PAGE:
pettää englanniksi   let down, cuckquean, deceive, cheat, betray, traitor, wander, renege, falsify, mock


: They let down the rope and I fastened it to the basket.

: I promised him I would meet him there, and I will not let him down.

: to let down tools or cutlery

:* quote-book|year=1562|year_published=1867|edition=Reprint|editor=|author=w|John Heywood|title=The Proverbs and Epigrams of John Heywood (A.D. 1562)|pageurl=

:* quote-book|year=1897|year_published=2009|edition=Repritnt|editor=|author=William Kirby|title=The Golden Dog|chapter=Weird Sisters|url=

:* quote-web|date=2007-09-13|year=|first=|last=|author=Judith Warner|authorlink=|title=Horned and Scorned|site=New York Times|url=|archiveorg=|accessdate=2012-09-12|passage=A formidable woman of real power and prestige, she emerged from the Monica affair much more cuckold than cuckquean. Her husband’s perfidy did, in a sense, disturb the natural order of things; in the post-feminist age, ...

:* quote-book|year=2010|year_published=|edition=|editor=|author=Robert K. Tanenbaum|title=Betrayed|chapter=|url=

: My brother flunked biology because he cheated on his mid-term.

: My husband cheated on me with his secretary.

: He cheated death when his car collided with a moving train.

: I feel as if Ive cheated fate.

: My ex-wife cheated me out of $40,000.

: He cheated his way into office.

*: I am subject to a tyrant, a sorcerer, that by his cunning hath cheated me of this island.

: rfquotek|Sir Walter Scott

*: to cheat winter of its dreariness

*: When I consider life, tis all a cheat.

*: Again, to take a less extreme example, there is no denying that although the dialects of northern France retained their fundamentally Romance character, they betray many Germanic influences in phonetics and vocabulary, [...]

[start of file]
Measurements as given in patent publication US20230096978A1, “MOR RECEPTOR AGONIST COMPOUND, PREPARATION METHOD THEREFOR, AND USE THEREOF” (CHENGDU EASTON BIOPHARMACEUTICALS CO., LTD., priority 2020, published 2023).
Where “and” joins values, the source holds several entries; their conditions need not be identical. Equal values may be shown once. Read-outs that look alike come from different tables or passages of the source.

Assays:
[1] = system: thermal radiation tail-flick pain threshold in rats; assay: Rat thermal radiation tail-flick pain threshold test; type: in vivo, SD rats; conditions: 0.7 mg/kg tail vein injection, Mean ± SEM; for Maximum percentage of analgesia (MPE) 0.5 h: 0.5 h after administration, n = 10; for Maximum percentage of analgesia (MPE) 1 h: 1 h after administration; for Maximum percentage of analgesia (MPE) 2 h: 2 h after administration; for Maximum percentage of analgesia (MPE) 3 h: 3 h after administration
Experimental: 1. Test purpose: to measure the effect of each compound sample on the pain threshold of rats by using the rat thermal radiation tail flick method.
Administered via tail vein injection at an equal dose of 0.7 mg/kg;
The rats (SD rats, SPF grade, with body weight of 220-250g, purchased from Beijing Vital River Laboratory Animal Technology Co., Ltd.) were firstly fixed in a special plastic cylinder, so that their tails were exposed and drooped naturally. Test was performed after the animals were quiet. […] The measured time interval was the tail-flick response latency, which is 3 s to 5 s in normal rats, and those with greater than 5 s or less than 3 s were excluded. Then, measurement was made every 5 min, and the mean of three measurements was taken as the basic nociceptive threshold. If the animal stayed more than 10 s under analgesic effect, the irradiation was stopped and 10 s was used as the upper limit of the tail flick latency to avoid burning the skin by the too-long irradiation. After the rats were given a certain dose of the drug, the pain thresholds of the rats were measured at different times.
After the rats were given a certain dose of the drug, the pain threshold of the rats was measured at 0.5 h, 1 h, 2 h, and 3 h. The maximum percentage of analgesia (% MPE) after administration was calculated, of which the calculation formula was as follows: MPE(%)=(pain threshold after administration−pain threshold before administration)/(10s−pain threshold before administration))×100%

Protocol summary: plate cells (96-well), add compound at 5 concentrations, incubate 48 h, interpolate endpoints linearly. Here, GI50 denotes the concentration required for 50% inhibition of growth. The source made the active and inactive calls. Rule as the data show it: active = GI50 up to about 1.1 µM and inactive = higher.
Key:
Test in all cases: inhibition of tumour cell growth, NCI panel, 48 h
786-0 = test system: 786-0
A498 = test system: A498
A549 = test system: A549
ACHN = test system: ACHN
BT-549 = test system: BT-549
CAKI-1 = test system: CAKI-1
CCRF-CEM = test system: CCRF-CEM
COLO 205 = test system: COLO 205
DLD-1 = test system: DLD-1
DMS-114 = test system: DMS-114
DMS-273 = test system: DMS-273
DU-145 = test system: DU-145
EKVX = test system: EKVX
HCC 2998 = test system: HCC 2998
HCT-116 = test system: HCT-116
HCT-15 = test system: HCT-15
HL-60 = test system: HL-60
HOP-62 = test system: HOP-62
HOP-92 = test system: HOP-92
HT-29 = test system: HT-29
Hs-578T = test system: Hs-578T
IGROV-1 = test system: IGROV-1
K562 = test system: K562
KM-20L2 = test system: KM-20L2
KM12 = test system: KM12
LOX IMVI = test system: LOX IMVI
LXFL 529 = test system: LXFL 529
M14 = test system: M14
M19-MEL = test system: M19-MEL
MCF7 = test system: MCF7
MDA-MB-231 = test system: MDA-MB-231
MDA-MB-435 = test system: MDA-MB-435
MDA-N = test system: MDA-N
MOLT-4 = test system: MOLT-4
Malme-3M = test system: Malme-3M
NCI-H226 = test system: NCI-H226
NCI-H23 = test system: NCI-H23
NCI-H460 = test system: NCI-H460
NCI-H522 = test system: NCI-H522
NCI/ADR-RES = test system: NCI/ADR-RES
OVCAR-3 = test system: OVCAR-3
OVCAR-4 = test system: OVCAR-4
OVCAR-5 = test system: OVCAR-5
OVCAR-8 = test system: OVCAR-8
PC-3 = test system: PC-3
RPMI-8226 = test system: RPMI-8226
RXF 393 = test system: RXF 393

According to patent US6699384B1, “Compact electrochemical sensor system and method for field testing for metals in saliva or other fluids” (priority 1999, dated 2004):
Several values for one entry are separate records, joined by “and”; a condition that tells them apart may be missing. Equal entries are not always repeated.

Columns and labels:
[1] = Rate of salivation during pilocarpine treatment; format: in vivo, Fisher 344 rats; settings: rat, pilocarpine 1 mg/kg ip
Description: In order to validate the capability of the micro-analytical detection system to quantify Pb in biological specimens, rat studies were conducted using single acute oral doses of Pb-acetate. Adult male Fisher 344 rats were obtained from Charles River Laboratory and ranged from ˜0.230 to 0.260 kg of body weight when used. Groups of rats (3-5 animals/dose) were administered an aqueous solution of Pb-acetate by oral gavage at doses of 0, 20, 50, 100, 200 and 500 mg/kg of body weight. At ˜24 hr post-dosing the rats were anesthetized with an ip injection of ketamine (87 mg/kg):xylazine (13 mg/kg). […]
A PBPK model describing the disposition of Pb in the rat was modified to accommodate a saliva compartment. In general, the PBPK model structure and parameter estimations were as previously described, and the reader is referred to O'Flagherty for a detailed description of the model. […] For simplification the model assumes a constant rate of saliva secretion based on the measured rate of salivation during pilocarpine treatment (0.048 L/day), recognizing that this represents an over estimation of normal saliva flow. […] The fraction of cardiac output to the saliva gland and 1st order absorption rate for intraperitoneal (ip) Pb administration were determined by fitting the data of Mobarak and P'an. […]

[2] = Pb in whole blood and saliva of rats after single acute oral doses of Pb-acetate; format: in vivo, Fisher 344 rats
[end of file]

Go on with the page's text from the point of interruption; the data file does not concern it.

: rfquotek|Spenser

: rfquotek|Alexander Pope

: ux|en|to wander over the fields

*: They wandered about in sheepskins and goatskins.

*: “A tight little craft,” was Austin’s invariable comment on the matron;nb.... ¶ Near her wandered her husband, orientally bland, invariably affable, and from time to time squinting sideways, as usual, in the ever-renewed expectation that he might catch a glimpse of his stiff, retroussé moustache.

*: There is an hour or two, after the passengers have embarked, which is disquieting and fussy....Stewards, carrying cabin trunks, swarm in the corridors. Passengers wander restlessly about or hurry, with futile energy, from place to place.

: ux|en|A writer wanders from his subject.

*: O, let me not wander from thy commandments.

: To go for a wander

: rfquotek|Shakespeare

*: All Europe high (all sorts of rights reneged) / Against the truth and thee unholy leagued.

: to falsify a record or document

*: The Irish bards use to forge and falsify everything as they list, to please or displease any man.

*: By how much better than my word I am, / By so much shall I falsify mens hope.

*: Jews and Pagans united all their endeavors, under Julian the apostate, to baffle and falsify the prediction.

: to falsify coin

: rfquotek|Story

: rfquotek|Daniell

*: For disputants (as swordsmen use to fence / With blunted foyles) engage with blunted sense; / And as th are wont to falsify a blow, / Use nothing else to pass upon a foe ...

: to falsify ones faith or word

: rfquotek|Sir Philip Sidney

: rfquotek|Crashaw

*: Fools make a mock at sin.

: He got a B in his History mock, but improved to an A in the exam.

*: To see the life as lively mocked as ever / Still sleep mocked death.

*: Mocking marriage with a dame of France.

*: Elijah mocked them, and said, Cry aloud.

*: Let not ambition mock their useful toil.

*: Thou hast mocked me, and told me lies.

*: And with his spirit sadly I survive, / to mock the expectations of the world; / to frustrate prophecies, and to raze out / rotten opinion ...

*: "It is the greene-eyd Monster, which doth mocke / The meate it feeds on."

*: Why do I overlive? / Why am I mocked with death, and lengthened out / to deathless pain?

*: He will not ... / Mock us with his blest sight, then snatch him hence.

*: ‘Mock’ certainly never signifies to loath. Its common signification is, to disappoint.

*: The French revolution indeed is a prodigy which has mocked the expectations both of its friends and its foes. It has cruelly disappointed the fondest hopes of the first, nor has it observed that course which the last thought that it would have pursued.

: ux|en|mock turtle soup

: ux|en|mock leather

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